The soldiers continued onwards at an easy canter, the sounds of the horses’ hooves mingling with the sounds of the night. After half an hour of maintaining this pace the sergeant slowed his horse as a ridge came into sight. Following his lead, the rest of the soldiers slowed their horses too, falling into step behind the sergeant as he directed his horse to the edge of a collection of trees that led to the base of the ridge. Moving his horse at a walk through the trees, glancing up occasionally as he did so, Sergeant Jefferies led the way to the ridge base. Convinced they must be lost, Jonathan urged his horse forward until he was almost level with the sergeant.

“Sir, I think we took a wrong turn somewhere.”

Jefferies ignored him as his horse began to ascend the ridge, careful to avoid the rocks as much as possible. Only when his horse had crested the ridge did the sergeant deign to reply. “No, we’re exactly where we need to be.”   

Coming up behind the sergeant a few seconds later, Jonathan paused, a sense of uneasiness settling over him. As the other soldiers joined them, they looked down to behold the Cherokee village nestled at the base of a valley.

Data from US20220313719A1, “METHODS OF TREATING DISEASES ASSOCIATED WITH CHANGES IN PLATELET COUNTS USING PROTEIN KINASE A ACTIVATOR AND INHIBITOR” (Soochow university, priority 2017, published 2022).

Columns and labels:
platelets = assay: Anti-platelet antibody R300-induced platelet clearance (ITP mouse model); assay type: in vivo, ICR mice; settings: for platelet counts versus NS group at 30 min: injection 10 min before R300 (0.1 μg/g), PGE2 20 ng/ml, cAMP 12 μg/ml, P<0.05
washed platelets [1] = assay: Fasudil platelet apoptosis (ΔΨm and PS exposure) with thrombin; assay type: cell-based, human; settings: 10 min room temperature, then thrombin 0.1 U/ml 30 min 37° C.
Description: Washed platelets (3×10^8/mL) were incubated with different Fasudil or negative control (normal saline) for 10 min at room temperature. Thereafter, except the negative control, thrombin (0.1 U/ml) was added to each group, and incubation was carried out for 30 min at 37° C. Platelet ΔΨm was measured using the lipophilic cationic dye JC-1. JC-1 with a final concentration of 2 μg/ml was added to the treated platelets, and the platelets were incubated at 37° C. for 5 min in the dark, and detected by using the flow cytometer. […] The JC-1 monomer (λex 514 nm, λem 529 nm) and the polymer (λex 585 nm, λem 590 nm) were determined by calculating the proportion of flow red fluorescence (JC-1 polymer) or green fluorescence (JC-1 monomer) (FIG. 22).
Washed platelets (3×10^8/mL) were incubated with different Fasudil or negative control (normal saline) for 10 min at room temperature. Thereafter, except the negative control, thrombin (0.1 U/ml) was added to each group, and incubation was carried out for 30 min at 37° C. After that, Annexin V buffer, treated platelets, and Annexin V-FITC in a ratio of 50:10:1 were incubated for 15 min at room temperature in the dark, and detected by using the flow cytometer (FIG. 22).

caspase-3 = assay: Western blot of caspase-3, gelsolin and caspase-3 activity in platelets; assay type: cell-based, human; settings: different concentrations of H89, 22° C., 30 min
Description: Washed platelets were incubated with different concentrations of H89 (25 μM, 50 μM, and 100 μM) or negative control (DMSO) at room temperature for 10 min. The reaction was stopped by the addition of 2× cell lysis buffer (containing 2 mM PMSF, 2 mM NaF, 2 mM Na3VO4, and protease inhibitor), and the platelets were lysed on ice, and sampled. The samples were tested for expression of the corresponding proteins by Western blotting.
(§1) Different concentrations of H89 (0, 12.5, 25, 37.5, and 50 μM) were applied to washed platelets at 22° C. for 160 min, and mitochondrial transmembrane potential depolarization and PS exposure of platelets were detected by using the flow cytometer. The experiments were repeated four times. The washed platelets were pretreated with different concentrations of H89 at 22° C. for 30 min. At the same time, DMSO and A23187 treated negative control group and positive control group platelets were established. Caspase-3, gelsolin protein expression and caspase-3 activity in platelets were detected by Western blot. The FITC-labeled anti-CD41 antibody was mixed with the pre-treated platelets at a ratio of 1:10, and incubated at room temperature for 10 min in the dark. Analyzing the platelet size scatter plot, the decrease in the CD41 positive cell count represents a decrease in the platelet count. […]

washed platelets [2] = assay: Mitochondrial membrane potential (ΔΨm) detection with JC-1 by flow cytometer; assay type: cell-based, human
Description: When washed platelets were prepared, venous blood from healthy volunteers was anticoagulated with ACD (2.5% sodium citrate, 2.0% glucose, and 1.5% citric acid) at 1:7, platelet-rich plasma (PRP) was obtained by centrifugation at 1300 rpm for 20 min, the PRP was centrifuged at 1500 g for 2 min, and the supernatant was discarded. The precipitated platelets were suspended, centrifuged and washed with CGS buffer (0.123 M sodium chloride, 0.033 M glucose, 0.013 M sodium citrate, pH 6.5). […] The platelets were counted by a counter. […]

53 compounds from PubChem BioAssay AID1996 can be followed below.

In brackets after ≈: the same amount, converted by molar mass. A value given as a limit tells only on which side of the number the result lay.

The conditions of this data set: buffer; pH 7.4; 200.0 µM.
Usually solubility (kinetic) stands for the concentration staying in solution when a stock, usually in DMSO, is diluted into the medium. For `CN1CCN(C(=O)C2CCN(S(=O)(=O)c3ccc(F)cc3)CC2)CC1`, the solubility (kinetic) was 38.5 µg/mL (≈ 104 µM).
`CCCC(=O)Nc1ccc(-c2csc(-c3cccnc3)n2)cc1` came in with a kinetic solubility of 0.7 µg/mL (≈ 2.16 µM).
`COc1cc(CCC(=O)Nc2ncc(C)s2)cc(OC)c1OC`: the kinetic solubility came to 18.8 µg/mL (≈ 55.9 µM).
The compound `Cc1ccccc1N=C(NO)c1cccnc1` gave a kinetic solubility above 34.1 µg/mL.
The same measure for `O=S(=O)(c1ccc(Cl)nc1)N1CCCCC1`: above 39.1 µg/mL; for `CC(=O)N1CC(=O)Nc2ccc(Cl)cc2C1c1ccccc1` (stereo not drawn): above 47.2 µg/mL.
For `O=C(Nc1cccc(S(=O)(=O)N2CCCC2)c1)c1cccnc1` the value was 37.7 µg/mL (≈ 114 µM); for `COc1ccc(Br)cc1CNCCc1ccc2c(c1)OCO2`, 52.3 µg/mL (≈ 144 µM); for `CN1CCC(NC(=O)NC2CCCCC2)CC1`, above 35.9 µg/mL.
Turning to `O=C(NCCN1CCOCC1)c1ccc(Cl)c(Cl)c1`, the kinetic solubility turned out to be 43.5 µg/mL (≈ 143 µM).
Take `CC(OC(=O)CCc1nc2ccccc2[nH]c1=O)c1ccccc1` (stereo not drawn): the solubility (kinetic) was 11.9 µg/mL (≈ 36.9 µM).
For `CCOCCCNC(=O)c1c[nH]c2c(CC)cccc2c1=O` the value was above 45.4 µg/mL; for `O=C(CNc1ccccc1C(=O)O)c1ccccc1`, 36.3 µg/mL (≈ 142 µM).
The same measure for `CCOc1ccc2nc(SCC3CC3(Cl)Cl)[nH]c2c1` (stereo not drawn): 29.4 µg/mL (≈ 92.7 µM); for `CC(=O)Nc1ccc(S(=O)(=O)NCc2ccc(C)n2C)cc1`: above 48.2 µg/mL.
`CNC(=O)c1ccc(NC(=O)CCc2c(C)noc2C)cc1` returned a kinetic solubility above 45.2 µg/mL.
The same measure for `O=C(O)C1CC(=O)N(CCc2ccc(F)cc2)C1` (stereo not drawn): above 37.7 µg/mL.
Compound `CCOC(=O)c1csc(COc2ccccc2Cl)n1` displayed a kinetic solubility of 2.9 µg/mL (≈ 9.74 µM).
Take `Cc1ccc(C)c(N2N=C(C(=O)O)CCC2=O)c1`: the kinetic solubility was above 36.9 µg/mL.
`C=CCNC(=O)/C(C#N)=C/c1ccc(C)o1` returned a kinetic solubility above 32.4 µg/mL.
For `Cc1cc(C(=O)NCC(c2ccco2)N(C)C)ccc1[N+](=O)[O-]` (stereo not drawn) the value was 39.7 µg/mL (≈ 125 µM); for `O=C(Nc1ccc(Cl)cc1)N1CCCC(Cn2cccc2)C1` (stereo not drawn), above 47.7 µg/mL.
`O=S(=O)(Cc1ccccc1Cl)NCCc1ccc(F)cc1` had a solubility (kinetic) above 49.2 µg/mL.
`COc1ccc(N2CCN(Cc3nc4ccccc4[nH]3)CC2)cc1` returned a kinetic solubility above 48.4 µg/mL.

“I thought we were going back, sir.” Merks observed the village from their vantage point as he lent forward in the saddle to stroke his horse’s neck gently. Though he had been offered promotions in the past, Merks had declined, content to remain in the rank of Private. Jonathan had asked him once why he had refused promotions and his answer had simply been “I know my place in this world, Jon.” Personally Jonathan was inclined to believe that Merks chose to stay as a private in order to look out for the fellow men around him; the ones who got shot at, who were the first into the charge and the most likely to end up dying in the mud so that some inexperienced, egotistical idiot could gain a petty victory that would be forgotten in a year. He’d never cared for the politics of war. Besides, he had nothing to go back to, having lost his wife and child due to complications after childbirth.